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“They had; even the kitchen utensils it does from an iron one ?"' asked Mrs. of the Inca's palace were all gold and Deane, smiling. silver."
“I don't know as it would. It tastes “I'd like that,” said Ruth.
good enough out of an iron one," said “Wouldn't it be jolly?'' said Frank. Frank.
“Do you suppose food would taste “But it would look so pretty," said better cooked in a gold frying pan than | Ruth.
MAY-DAY IN YE OLDEN TIME.
BY E. W. KEITH.
ANY of my young readers have amid mirth and shouting, and the rest of
doubtless heard of "going a. | the day was spent in dancing around it, Maying,” though in our changeable clic and playing at various rustic games. mate warm clothing and bright fires are Some of these were known by the generally much more comfortable on the name of "Robin Hood Games,” and all first of May than the white dresses and the members of Robin's famous tioop of sunrise rambles which the words sug- ! foresters were represented in the comgest. But in the days of our ancestors, pany. There was bold Robin himself, whether it was that the climate was with his tunic of Lincoln green, a sheaf warmer, or that they were less sensitive . of arrows at his back, a bow in his hand, to the cold than we are, May.day was a and "sword and dagger true” stuck in time of great rejoicing, and every one his belt; Little John, also in forester's joined in the out-of door sports which dress; Maid Marian, with her bow and celebrated the return of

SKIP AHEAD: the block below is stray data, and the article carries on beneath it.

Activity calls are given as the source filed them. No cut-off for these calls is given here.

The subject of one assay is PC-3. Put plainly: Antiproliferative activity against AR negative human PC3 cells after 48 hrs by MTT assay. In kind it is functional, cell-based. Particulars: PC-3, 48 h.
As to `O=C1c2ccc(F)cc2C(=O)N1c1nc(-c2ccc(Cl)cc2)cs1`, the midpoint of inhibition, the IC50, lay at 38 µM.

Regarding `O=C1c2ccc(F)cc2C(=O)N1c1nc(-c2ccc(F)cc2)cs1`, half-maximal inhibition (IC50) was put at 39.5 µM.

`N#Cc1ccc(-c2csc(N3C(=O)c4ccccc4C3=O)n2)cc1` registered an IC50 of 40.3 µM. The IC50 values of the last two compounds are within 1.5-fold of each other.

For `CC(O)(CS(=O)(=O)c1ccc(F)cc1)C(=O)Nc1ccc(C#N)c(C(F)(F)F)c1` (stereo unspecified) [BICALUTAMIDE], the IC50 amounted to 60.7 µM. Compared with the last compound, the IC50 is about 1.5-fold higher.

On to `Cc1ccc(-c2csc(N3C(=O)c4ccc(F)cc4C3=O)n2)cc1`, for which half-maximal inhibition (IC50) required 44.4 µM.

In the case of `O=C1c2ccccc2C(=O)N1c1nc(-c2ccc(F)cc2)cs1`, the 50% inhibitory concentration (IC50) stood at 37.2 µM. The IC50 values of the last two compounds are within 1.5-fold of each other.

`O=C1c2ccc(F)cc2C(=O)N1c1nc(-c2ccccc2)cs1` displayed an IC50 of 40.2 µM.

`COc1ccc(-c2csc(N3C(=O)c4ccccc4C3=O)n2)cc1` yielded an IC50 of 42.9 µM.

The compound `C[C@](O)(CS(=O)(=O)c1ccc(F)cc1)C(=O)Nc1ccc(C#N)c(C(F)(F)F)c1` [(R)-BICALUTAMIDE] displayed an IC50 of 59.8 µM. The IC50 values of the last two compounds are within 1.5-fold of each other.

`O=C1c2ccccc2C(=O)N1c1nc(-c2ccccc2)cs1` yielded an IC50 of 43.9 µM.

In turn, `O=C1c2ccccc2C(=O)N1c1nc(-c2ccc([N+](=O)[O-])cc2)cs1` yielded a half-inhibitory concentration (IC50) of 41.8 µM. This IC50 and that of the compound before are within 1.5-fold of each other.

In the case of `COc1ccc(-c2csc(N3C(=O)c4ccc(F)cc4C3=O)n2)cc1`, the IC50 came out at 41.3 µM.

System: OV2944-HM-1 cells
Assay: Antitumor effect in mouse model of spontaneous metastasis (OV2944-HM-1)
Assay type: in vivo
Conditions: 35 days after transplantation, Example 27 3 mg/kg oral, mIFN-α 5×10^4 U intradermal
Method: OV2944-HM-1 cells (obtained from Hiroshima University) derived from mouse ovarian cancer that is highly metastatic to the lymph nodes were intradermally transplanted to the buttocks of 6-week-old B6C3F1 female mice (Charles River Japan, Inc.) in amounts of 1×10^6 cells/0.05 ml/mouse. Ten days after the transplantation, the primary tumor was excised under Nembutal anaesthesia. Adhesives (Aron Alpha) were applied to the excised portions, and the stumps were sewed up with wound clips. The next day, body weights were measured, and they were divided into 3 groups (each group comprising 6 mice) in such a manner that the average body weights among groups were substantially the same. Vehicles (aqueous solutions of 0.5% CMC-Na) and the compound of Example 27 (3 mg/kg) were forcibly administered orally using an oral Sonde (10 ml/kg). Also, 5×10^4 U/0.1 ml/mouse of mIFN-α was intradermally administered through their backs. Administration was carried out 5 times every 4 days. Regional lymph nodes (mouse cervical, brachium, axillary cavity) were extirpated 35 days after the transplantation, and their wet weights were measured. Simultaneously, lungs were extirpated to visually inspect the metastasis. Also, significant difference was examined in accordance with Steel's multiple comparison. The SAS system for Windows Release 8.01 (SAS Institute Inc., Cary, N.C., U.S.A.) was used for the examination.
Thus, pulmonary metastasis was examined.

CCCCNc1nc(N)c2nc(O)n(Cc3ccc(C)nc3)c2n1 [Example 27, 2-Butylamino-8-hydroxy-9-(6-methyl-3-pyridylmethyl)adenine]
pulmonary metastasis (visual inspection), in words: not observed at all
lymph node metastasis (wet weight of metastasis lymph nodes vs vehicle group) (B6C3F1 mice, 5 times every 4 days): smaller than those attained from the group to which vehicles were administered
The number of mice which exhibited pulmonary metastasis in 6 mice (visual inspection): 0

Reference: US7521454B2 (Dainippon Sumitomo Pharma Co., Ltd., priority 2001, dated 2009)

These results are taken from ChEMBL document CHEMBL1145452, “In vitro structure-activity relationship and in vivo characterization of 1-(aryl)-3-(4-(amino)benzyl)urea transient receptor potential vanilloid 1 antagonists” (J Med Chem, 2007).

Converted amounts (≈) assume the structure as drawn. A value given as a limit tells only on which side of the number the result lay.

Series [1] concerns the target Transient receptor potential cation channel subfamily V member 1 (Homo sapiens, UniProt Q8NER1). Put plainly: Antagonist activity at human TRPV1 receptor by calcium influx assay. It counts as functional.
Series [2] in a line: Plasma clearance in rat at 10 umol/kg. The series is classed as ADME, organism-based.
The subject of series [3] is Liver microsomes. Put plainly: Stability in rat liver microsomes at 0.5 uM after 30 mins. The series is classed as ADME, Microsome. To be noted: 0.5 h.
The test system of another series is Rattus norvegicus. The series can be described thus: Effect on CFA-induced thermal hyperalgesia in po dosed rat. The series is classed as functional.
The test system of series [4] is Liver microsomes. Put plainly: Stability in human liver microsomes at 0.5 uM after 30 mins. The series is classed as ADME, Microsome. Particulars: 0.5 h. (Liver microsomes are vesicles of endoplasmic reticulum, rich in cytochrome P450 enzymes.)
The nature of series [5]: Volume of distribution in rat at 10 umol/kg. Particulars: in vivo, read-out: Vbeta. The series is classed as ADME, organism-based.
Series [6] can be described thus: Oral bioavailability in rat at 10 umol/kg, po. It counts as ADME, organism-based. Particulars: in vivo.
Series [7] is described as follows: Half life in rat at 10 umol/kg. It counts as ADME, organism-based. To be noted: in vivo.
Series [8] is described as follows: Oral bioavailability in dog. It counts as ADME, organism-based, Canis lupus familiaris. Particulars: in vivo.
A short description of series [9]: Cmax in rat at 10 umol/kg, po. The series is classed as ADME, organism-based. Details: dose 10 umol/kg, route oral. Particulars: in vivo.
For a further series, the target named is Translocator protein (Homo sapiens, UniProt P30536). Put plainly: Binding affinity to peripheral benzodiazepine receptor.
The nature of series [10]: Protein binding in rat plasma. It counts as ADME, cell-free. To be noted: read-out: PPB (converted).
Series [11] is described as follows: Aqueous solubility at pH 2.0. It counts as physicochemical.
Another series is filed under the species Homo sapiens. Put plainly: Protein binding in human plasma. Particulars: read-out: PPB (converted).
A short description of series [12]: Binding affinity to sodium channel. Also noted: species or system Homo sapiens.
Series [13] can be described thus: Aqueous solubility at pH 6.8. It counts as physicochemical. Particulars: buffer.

arrow, and her cap trimmed with May “That swete and joyouse season.
roses; and Friar Tuck, the chaplain of
the jolly outlaws, in a monk's gown and In this country the May festivities hood, with a huge quarter-staff on his seem never to have been much observed, shoulder. The spectators were chaland even in England they have long ago
lenged to join with them in wrestling, been abandoned; but in "the merry shooting at a mark, and other trials of days of old” every village-green had its strength and skill. "May pole, straight and tall," painted in Another character who always created bright colors, and adorned with flags and a great sensation was the hobby-horse, pergarlands. Sometimes it was part of the sonated by some peasant properly equipceremonies for all the villagers to go out ped, who galloped, paced, and trotted to the woods and cut down a tall tree to
around, frisking and tossing his head, serve as the pole. Six or eight oxen were vastly to the amusement of the specta. then harnessed to it, their horns tipped tors. He was often accompanied by the with gold paper, and their heads wreath- dragon adorned with wings and tail, after ed with flowers and ribbons, and all the the most approved fashion of such monvillagers, in their holiday finery, joined in sters, and hissing and yelling in a style the procession that escorted it to the that would have done credit to the green. Here it was adorned with flow guardian of the Golden Fleece, or the reers and ribbons, and raised to its place nowned victim of Saint George's bravery.